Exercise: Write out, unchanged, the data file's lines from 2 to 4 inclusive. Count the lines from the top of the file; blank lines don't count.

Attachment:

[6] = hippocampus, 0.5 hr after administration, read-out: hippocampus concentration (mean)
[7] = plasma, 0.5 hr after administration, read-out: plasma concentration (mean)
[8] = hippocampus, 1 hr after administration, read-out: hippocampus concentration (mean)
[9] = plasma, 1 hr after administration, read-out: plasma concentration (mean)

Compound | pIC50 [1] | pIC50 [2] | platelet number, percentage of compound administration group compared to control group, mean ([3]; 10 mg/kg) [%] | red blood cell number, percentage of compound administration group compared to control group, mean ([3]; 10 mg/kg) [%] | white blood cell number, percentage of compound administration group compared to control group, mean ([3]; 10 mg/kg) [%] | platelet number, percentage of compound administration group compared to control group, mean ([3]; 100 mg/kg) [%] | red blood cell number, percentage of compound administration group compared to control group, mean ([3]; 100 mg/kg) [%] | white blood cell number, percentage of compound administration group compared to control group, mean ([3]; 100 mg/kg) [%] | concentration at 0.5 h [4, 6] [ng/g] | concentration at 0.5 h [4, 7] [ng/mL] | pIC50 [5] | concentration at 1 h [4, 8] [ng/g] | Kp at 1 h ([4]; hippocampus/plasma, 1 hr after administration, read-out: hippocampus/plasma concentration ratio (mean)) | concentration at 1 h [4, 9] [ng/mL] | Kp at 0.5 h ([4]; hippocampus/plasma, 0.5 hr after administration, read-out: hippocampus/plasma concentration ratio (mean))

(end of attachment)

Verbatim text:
[7] = plasma, 0.5 hr after administration, read-out: plasma concentration (mean)
[8] = hippocampus, 1 hr after administration, read-out: hippocampus concentration (mean)
[9] = plasma, 1 hr after administration, read-out: plasma concentration (mean)